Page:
Image: James Merry
It seems that using an esteemed name-brand piece of sporting equipment actually generates stronger results.
“Our results indicate that strong performance brands can cause an effect that is akin to a placebo effect,” researcher Frank Germann of the Department of Marketing at the University of Notre Dame said in a press release. “Our results also suggest that the use of a strong performance brand causes participants to feel better about themselves when undertaking a task—that is, to have greater task-specific self-esteem. This higher self-esteem lowers their performance anxiety which, in turn, leads to the better performance outcomes.”
Read more here. And here.
If a drug company treats a doctor to a nice lunch and a presentation on their newest products, is prescribing affected? Doctors generally think not, but the research evidence overwhelmingly says yes. And if these events do affect doctors’ decisions on patient care, should we be worried?
Couldn’t they just prescribe placebos? Of course not! Where’s the profit in that?
Placebo beats pill for all but most severely depressed, study shows.
“Antidepressants are little better than placebos except for in severely clinically depressed samples,” Johnson said. “The implication was that medical doctors are overprescribing antidepressants because most patients are not severely depressed.”
An interesting distinction between ‘pure’ and impure’ placebos! (Universal Placebos are unapologetically PURE!)
“A pure placebo is a straightforwardly fake treatment – a saline injection or a sugar pill, for instance, that is represented as a drug.
An impure placebo is a substance or treatment that does have clinical value, but not for the condition for which it is being prescribed.
Impure placebos can be vitamins, nutritional supplements, antibiotics for viral infections, sub-clinical doses of drugs, unproven complementary and alternative medicines, or unnecessary blood tests to calm an anxious patient.”
A UK survey in 2012 showed that 1% of GPs use ‘pure’ placebos at least once a week, and an extraordinary 77% use ‘impure’ placebos at the same rate (though we suspect that’s often the habit of prescribing so-called ‘useless’ antibiotics for viral infections).
By mixing placebos and active drugs, doctors may be able to keep treatments effective for longer.
Fascinating research into the use of placebos to enhance and prolong the effect of the conventional treatment of Parkinsons.
“Britain’s Princess Alexandra Hospital NHS Trust wants to hire a reiki therapist for a hospital in Epping.”
This caused a controversy and a flurry of disgruntled email. BUT …
“If drugs are effective and placebo responses small, this does not matter much. But people tend to turn to alternative medicine for subjective, stress-related conditions such as chronic pain, depression, nausea and fatigue (all problems that can affect cancer patients in treatment). Drugs for these conditions have significant downsides, such as unpleasant side effects and addiction, and placebo responses often account for most of the effect of the drug. So it becomes plausible that compared to popping a pill, a patient might get more relief — and fewer side effects — from an hour with a sympathetic therapist.”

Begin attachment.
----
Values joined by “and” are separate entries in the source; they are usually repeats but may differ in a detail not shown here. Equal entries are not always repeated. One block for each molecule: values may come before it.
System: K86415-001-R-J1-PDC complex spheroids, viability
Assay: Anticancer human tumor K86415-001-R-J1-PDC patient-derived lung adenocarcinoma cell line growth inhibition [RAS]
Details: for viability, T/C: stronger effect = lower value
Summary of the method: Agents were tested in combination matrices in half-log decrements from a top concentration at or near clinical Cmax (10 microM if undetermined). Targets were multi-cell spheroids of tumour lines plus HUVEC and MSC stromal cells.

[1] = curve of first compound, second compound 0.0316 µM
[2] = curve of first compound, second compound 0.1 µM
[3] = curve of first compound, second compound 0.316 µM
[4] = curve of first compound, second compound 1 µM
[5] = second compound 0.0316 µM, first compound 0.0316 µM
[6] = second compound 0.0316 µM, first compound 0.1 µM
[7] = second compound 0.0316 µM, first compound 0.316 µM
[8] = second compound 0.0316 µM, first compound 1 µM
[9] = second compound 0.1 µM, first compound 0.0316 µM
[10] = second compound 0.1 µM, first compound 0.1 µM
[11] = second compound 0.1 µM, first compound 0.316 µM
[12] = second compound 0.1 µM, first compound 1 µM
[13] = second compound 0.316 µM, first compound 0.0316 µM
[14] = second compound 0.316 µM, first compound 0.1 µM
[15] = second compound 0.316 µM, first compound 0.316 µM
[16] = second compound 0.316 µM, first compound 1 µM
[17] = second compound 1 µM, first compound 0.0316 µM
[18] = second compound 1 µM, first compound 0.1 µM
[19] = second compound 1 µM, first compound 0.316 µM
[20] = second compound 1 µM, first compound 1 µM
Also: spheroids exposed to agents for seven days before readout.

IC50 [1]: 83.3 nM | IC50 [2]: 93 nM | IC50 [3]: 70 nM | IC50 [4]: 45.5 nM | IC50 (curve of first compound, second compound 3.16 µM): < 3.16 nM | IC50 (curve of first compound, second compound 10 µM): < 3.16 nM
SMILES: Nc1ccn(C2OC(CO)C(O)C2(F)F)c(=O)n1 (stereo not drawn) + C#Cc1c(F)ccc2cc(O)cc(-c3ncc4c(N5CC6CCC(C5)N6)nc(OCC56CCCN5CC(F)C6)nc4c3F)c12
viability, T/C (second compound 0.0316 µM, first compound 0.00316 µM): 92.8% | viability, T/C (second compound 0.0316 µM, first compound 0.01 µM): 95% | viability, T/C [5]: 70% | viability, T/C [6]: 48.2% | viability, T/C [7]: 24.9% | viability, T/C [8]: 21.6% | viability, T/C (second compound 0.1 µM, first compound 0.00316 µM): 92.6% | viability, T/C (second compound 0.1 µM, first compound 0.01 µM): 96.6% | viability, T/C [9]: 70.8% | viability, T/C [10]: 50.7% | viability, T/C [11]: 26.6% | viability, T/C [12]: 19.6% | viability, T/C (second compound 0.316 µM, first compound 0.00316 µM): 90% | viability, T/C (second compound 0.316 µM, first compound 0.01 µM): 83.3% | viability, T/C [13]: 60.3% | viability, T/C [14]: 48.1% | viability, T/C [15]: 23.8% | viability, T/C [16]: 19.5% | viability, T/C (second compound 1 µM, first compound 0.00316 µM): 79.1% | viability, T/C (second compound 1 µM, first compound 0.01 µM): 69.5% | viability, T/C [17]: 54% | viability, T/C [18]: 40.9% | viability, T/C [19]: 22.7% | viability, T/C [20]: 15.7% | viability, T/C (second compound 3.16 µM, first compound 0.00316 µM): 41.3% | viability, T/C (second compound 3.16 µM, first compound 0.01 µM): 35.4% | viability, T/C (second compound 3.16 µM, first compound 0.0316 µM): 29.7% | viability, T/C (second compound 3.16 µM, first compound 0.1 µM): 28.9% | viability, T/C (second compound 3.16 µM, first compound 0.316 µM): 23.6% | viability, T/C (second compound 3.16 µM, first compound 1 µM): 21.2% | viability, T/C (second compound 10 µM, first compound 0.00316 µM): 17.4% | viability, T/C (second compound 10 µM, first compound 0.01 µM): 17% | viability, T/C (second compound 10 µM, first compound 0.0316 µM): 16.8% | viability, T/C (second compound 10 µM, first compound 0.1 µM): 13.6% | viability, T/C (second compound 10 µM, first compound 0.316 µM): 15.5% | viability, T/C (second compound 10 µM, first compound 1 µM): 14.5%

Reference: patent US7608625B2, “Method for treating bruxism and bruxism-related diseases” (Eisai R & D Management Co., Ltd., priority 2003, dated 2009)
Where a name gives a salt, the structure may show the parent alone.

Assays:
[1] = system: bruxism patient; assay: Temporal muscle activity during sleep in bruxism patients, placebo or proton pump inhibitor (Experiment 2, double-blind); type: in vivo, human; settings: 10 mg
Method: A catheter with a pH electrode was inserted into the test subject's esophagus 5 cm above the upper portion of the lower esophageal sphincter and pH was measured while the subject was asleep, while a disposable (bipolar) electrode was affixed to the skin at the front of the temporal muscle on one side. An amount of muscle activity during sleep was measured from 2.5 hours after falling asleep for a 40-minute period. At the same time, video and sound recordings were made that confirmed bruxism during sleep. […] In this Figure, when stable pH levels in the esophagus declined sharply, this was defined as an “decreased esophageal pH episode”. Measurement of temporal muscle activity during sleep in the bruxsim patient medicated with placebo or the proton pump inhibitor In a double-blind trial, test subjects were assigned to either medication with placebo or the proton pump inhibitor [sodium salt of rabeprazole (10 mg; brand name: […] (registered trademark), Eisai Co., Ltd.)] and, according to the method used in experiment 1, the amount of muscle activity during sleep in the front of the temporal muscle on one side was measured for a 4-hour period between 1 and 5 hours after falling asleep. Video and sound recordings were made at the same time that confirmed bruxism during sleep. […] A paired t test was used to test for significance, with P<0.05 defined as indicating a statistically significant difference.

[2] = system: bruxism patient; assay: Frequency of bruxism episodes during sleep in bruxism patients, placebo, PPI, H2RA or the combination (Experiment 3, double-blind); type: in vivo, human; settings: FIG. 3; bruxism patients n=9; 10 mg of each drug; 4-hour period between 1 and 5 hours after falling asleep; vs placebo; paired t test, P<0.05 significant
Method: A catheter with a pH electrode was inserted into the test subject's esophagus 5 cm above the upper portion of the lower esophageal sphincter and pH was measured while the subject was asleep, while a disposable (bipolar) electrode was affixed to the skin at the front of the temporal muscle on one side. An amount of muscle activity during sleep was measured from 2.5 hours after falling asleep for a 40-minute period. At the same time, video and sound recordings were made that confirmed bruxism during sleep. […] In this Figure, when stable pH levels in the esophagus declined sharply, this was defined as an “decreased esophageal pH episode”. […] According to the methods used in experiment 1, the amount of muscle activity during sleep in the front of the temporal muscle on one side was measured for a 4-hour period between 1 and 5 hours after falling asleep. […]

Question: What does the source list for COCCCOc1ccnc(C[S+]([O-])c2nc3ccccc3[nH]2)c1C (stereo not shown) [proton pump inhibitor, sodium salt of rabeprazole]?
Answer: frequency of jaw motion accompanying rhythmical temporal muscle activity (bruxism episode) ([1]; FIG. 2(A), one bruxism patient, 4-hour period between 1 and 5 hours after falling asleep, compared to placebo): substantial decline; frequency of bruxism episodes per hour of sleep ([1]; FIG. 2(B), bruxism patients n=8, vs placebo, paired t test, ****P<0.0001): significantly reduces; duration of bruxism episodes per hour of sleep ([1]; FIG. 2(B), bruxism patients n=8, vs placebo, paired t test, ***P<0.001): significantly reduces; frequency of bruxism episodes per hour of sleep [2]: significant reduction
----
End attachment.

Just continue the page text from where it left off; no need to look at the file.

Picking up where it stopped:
Jo Marchant, author of Cure, explains why the mind’s ability to heal the body is now being taken seriously by scientists who question alternative medicine. Read the Guardian interview here.
More research from Ted Kaptchuk, in the New England Journal of Medicine.
“Placebos don’t necessarily provide cures, but they provide relief. In medical situations in which no cure is available, supportive and attentive health care can help patients to feel better, and when effective drugs do exist, placebo effects can enhance their impact.”
“A significant body of research has resulted in a shift from thinking of placebos as just ‘dummy’ treatments to recognizing that placebo effects encompass numerous aspects of the health care experience and are central to medicine and patient care. Recent scientific advances have enabled us to identify a trove of neurotransmitters and detect relevant neural brain pathways as well as genetic markers that help explain the biology of the placebo effect.”
More reviews of the research here and here.
1. Find people in pain.
2. Enroll them in a study.
3. Admit you can’t do much to help.
4. Give them a fake pill.
5. Tell them that’s exactly what you are doing.
But here’s the crazy thing: It works.